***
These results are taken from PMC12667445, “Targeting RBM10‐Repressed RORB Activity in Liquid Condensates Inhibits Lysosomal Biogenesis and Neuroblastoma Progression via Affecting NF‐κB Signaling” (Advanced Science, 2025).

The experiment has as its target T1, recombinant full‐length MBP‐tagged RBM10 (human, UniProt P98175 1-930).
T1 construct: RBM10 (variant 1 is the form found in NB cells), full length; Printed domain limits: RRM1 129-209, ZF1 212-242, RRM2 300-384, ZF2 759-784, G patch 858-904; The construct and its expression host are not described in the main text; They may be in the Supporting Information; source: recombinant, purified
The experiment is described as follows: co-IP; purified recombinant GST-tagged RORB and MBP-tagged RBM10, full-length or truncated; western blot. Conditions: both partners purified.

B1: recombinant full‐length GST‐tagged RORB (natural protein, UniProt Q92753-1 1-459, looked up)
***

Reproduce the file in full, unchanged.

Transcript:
These results are taken from PMC12667445, “Targeting RBM10‐Repressed RORB Activity in Liquid Condensates Inhibits Lysosomal Biogenesis and Neuroblastoma Progression via Affecting NF‐κB Signaling” (Advanced Science, 2025).

The experiment has as its target T1, recombinant full‐length MBP‐tagged RBM10 (human, UniProt P98175 1-930).
T1 construct: RBM10 (variant 1 is the form found in NB cells), full length; Printed domain limits: RRM1 129-209, ZF1 212-242, RRM2 300-384, ZF2 759-784, G patch 858-904; The construct and its expression host are not described in the main text; They may be in the Supporting Information; source: recombinant, purified
The experiment is described as follows: co-IP; purified recombinant GST-tagged RORB and MBP-tagged RBM10, full-length or truncated; western blot. Conditions: both partners purified.

B1: recombinant full‐length GST‐tagged RORB (natural protein, UniProt Q92753-1 1-459, looked up)